Adapting to Flood Risk: Evidence from a Panel of Global Cities

37 Pages Posted: 13 Jun 2022 Last revised: 18 Jun 2022

See all articles by Sahil Gandhi

Sahil Gandhi

The University of Manchester

Matthew E. Kahn

University of Southern California; National Bureau of Economic Research (NBER)

Rajat Kochhar

University of Southern California

Somik Lall

World Bank

Vaidehi Tandel

University of Reading

Date Written: June 2022

Abstract

Urban flooding poses danger to people and places. People can adapt to this risk by moving to safer areas or by investing in private self-protection. Places can offset some of the risk through urban planning and infrastructure investment. By constructing a global city data set that covers the years 2012 to 2018, we test several flood risk adaptation hypotheses. Population growth is lower in cities that suffer from more floods. Richer cities suffer fewer deaths from flood events. Over time, the death toll from floods is declining. Cities protected by dams experience faster population growth. Using lights at night to measure short run urban economic dynamics, we document that floods cause less damage to richer cities and cities with protective dams. Cities with more past experience with floods suffer less from flooding.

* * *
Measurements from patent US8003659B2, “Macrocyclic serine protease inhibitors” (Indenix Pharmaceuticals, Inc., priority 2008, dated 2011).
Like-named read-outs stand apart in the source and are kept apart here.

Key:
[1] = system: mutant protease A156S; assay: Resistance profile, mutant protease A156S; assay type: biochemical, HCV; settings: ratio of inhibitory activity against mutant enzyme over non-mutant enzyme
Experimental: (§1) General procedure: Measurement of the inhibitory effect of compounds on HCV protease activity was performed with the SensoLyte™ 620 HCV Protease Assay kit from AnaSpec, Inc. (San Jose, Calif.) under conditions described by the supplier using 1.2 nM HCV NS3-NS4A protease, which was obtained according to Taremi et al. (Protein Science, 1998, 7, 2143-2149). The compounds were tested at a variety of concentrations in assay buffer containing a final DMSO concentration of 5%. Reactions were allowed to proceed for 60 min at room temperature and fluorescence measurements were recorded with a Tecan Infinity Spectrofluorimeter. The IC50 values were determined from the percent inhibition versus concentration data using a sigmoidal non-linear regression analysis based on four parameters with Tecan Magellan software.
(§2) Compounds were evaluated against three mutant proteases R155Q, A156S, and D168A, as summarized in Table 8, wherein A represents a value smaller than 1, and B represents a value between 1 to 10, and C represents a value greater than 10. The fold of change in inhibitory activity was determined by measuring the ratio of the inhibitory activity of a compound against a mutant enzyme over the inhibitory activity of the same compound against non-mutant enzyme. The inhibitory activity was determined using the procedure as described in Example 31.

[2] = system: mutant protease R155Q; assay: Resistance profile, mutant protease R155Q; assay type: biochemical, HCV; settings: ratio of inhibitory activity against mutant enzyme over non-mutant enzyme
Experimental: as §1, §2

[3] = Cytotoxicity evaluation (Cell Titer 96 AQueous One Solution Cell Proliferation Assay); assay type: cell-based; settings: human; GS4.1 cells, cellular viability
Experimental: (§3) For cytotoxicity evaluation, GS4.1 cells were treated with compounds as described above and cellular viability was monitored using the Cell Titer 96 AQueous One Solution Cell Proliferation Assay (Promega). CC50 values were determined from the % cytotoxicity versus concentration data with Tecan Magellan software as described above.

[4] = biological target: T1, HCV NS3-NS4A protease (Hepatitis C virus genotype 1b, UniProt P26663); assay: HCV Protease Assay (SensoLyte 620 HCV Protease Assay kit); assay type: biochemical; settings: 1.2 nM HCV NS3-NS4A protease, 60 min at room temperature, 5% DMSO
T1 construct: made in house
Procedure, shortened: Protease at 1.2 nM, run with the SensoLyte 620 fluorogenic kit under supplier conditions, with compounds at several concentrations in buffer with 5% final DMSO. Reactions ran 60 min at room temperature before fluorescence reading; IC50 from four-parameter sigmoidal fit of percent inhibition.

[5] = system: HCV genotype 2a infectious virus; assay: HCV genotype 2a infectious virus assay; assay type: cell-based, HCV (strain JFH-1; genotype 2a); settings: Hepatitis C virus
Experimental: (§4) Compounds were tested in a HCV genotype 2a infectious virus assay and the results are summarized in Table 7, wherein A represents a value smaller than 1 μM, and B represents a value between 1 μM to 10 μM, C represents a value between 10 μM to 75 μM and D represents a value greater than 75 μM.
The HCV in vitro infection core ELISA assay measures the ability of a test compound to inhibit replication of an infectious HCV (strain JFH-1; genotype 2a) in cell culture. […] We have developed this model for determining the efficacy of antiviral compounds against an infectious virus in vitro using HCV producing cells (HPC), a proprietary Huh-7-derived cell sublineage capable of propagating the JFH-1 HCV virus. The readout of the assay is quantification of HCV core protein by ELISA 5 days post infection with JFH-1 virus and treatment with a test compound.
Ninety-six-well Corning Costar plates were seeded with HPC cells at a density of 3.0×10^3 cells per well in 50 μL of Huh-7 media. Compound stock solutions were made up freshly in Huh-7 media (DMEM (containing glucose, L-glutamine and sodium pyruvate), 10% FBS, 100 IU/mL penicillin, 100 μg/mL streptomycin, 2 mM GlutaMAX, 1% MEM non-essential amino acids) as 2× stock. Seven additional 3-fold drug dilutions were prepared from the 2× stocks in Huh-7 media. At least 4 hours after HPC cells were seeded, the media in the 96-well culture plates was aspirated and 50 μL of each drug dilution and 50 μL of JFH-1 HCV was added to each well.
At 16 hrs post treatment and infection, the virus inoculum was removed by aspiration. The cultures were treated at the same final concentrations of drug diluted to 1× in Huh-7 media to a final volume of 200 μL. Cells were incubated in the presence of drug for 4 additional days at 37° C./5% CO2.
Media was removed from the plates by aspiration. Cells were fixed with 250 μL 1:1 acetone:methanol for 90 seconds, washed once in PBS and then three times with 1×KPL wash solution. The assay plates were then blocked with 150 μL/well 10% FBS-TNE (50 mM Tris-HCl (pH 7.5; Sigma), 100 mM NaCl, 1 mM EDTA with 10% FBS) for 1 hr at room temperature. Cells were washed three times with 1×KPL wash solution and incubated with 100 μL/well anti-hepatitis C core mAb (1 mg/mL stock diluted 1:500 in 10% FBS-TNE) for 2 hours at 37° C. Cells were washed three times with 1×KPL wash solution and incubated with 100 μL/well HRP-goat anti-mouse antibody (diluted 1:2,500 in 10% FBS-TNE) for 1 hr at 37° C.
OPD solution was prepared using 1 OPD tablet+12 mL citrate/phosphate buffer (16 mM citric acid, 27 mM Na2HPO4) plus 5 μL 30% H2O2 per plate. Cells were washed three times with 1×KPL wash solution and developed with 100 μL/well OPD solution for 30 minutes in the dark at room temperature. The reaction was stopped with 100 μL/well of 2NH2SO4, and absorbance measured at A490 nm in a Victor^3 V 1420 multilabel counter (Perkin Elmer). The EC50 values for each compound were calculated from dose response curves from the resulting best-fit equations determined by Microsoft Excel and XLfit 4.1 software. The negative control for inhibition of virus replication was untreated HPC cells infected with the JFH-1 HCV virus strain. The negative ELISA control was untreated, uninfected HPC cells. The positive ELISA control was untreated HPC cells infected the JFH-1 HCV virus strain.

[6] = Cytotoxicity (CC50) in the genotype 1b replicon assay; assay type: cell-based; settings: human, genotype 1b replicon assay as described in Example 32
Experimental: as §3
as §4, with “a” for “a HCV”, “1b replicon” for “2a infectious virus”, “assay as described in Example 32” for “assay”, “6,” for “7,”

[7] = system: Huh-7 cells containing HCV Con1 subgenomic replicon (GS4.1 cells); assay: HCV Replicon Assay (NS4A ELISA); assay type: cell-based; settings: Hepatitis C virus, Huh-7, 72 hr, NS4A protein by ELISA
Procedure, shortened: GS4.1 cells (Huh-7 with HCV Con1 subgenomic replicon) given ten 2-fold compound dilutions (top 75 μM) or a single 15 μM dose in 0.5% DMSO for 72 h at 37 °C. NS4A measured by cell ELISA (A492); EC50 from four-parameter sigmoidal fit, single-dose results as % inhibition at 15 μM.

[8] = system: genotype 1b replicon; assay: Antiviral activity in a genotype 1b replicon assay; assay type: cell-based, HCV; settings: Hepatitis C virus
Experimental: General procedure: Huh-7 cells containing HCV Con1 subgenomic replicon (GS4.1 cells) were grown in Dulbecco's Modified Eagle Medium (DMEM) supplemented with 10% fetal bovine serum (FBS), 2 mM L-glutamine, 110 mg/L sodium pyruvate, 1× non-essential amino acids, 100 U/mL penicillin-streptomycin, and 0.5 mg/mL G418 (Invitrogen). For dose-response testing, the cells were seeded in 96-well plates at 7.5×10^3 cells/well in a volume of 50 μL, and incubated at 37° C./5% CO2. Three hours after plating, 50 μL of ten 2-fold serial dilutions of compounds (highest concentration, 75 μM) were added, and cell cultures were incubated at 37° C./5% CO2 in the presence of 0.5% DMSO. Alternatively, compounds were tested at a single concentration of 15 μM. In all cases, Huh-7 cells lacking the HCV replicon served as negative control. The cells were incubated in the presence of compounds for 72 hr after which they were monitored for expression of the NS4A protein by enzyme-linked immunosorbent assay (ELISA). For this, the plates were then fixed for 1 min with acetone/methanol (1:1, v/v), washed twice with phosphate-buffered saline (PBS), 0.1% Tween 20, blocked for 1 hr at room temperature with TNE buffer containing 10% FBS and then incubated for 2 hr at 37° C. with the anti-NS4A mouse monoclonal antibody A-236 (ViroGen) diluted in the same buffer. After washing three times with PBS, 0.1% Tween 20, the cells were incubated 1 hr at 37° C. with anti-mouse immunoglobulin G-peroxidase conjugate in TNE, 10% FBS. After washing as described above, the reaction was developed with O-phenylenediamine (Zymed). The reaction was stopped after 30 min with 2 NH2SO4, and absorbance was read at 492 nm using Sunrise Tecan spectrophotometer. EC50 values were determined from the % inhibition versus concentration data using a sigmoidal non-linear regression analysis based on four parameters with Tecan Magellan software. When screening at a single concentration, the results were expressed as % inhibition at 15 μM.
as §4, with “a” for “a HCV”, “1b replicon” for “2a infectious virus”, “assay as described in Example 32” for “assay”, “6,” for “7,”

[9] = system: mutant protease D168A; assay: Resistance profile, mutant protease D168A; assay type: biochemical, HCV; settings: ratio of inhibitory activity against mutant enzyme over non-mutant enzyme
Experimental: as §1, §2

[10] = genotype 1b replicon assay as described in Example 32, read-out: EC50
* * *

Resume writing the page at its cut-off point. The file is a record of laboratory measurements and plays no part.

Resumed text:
Institutional subscribers to the NBER working paper series, and residents of developing countries may download this paper without additional charge at www.nber.org.

Suggested Citation

Gandhi, Sahil and Kahn, Matthew E. and Kochhar, Rajat and Lall, Somik and Tandel, Vaidehi, Adapting to Flood Risk: Evidence from a Panel of Global Cities (June 2022). NBER Working Paper No. w30137, Available at SSRN: https://ssrn.com/abstract=4134933

Sahil Gandhi (Contact Author)

The University of Manchester ( email )

United Kingdom

Matthew E. Kahn

University of Southern California ( email )

2250 Alcazar Street
Los Angeles, CA 90089
United States

National Bureau of Economic Research (NBER)

1050 Massachusetts Avenue
Cambridge, MA 02138
United States

Rajat Kochhar

University of Southern California ( email )

Somik Lall

World Bank ( email )

1818 H Street, NW
Washington, DC 20433
United States

Vaidehi Tandel

University of Reading ( email )

Do you have a job opening that you would like to promote on SSRN?

Paper statistics

Downloads
2
Abstract Views
99
PlumX Metrics